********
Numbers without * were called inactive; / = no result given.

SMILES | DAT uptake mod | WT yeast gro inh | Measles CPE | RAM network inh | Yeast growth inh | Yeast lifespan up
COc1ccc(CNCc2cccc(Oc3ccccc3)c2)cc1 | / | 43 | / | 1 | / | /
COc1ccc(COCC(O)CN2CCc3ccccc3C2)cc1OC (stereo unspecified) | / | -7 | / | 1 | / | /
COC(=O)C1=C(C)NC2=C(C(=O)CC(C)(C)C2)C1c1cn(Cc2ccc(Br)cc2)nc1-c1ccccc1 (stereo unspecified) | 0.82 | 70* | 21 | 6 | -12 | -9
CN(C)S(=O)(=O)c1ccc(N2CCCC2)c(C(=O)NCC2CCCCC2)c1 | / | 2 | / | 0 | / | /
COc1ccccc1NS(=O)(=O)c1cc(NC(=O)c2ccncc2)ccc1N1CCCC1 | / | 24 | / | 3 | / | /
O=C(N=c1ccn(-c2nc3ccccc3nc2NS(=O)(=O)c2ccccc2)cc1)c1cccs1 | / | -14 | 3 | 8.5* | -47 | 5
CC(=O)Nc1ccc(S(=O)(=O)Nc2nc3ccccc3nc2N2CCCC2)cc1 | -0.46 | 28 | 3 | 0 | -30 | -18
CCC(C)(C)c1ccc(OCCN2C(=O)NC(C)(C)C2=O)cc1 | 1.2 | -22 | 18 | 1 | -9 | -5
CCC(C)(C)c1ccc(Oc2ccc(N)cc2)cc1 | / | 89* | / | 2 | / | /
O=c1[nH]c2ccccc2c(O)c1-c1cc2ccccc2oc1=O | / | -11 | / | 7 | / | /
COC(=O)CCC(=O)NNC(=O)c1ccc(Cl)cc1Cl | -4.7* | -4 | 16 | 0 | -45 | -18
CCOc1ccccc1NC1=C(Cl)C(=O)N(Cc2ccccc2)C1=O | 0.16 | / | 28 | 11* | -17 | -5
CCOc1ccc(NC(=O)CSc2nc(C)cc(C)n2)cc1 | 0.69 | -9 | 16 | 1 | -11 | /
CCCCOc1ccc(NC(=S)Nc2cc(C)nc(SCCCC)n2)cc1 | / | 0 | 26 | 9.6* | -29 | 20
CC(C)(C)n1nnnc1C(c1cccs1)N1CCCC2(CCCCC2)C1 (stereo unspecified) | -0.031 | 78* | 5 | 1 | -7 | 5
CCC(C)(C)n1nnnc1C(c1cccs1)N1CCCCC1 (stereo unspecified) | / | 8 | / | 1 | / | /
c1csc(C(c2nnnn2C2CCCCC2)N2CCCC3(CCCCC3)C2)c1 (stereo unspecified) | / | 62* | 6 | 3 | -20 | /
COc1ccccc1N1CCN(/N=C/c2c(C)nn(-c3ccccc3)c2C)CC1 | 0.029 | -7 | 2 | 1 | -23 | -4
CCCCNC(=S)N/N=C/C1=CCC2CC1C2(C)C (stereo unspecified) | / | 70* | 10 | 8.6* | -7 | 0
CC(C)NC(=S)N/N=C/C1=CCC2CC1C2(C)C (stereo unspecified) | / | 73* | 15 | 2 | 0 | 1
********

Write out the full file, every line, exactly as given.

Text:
Numbers without * were called inactive; / = no result given.

SMILES | DAT uptake mod | WT yeast gro inh | Measles CPE | RAM network inh | Yeast growth inh | Yeast lifespan up
COc1ccc(CNCc2cccc(Oc3ccccc3)c2)cc1 | / | 43 | / | 1 | / | /
COc1ccc(COCC(O)CN2CCc3ccccc3C2)cc1OC (stereo unspecified) | / | -7 | / | 1 | / | /
COC(=O)C1=C(C)NC2=C(C(=O)CC(C)(C)C2)C1c1cn(Cc2ccc(Br)cc2)nc1-c1ccccc1 (stereo unspecified) | 0.82 | 70* | 21 | 6 | -12 | -9
CN(C)S(=O)(=O)c1ccc(N2CCCC2)c(C(=O)NCC2CCCCC2)c1 | / | 2 | / | 0 | / | /
COc1ccccc1NS(=O)(=O)c1cc(NC(=O)c2ccncc2)ccc1N1CCCC1 | / | 24 | / | 3 | / | /
O=C(N=c1ccn(-c2nc3ccccc3nc2NS(=O)(=O)c2ccccc2)cc1)c1cccs1 | / | -14 | 3 | 8.5* | -47 | 5
CC(=O)Nc1ccc(S(=O)(=O)Nc2nc3ccccc3nc2N2CCCC2)cc1 | -0.46 | 28 | 3 | 0 | -30 | -18
CCC(C)(C)c1ccc(OCCN2C(=O)NC(C)(C)C2=O)cc1 | 1.2 | -22 | 18 | 1 | -9 | -5
CCC(C)(C)c1ccc(Oc2ccc(N)cc2)cc1 | / | 89* | / | 2 | / | /
O=c1[nH]c2ccccc2c(O)c1-c1cc2ccccc2oc1=O | / | -11 | / | 7 | / | /
COC(=O)CCC(=O)NNC(=O)c1ccc(Cl)cc1Cl | -4.7* | -4 | 16 | 0 | -45 | -18
CCOc1ccccc1NC1=C(Cl)C(=O)N(Cc2ccccc2)C1=O | 0.16 | / | 28 | 11* | -17 | -5
CCOc1ccc(NC(=O)CSc2nc(C)cc(C)n2)cc1 | 0.69 | -9 | 16 | 1 | -11 | /
CCCCOc1ccc(NC(=S)Nc2cc(C)nc(SCCCC)n2)cc1 | / | 0 | 26 | 9.6* | -29 | 20
CC(C)(C)n1nnnc1C(c1cccs1)N1CCCC2(CCCCC2)C1 (stereo unspecified) | -0.031 | 78* | 5 | 1 | -7 | 5
CCC(C)(C)n1nnnc1C(c1cccs1)N1CCCCC1 (stereo unspecified) | / | 8 | / | 1 | / | /
c1csc(C(c2nnnn2C2CCCCC2)N2CCCC3(CCCCC3)C2)c1 (stereo unspecified) | / | 62* | 6 | 3 | -20 | /
COc1ccccc1N1CCN(/N=C/c2c(C)nn(-c3ccccc3)c2C)CC1 | 0.029 | -7 | 2 | 1 | -23 | -4
CCCCNC(=S)N/N=C/C1=CCC2CC1C2(C)C (stereo unspecified) | / | 70* | 10 | 8.6* | -7 | 0
CC(C)NC(=S)N/N=C/C1=CCC2CC1C2(C)C (stereo unspecified) | / | 73* | 15 | 2 | 0 | 1